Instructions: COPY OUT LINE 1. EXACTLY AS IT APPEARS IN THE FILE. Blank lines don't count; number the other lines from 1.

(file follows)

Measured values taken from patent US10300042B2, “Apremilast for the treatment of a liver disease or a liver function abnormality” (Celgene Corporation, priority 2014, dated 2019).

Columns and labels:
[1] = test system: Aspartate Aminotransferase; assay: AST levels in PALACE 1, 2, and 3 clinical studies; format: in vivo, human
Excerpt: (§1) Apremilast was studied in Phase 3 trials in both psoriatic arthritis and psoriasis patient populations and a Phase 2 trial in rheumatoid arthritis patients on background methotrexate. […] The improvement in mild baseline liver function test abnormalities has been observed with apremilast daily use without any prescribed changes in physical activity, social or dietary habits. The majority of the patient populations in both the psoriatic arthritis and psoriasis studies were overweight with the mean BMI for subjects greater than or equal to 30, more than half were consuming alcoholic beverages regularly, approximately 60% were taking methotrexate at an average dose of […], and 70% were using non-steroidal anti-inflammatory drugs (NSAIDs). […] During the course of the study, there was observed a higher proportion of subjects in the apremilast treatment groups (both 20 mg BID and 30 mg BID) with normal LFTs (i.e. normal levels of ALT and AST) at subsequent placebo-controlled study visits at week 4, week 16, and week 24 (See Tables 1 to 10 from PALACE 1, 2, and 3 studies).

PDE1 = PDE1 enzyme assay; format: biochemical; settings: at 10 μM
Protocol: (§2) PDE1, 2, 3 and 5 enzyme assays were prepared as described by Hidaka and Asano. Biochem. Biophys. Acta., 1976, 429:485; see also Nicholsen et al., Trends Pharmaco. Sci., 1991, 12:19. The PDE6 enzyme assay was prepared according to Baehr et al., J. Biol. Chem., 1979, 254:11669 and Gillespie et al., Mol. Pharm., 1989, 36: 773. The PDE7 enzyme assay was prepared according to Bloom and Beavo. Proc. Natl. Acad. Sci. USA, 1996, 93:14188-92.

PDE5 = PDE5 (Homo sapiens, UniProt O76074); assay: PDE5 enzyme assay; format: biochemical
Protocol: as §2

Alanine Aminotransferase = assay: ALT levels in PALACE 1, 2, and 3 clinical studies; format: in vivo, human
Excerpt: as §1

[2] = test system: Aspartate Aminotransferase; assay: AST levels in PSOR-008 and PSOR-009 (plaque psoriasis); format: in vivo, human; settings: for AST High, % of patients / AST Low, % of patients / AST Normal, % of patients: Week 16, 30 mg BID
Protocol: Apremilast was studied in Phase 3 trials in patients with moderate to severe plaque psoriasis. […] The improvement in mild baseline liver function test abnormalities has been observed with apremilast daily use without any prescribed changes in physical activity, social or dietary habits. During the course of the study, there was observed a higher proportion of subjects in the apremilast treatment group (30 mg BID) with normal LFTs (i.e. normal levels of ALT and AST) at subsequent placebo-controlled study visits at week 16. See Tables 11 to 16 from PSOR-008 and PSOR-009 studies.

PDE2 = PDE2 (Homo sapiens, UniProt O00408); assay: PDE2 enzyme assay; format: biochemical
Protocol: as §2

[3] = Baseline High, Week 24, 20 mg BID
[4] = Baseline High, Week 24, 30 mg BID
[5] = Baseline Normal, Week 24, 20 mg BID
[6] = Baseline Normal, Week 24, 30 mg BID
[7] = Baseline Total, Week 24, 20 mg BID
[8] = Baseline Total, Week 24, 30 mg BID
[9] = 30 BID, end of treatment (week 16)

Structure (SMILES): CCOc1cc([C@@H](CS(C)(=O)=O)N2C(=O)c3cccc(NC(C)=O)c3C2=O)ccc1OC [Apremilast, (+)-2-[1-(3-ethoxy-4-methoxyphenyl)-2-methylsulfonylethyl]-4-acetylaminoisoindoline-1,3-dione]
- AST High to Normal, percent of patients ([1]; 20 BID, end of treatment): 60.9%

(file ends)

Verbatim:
Measured values taken from patent US10300042B2, “Apremilast for the treatment of a liver disease or a liver function abnormality” (Celgene Corporation, priority 2014, dated 2019).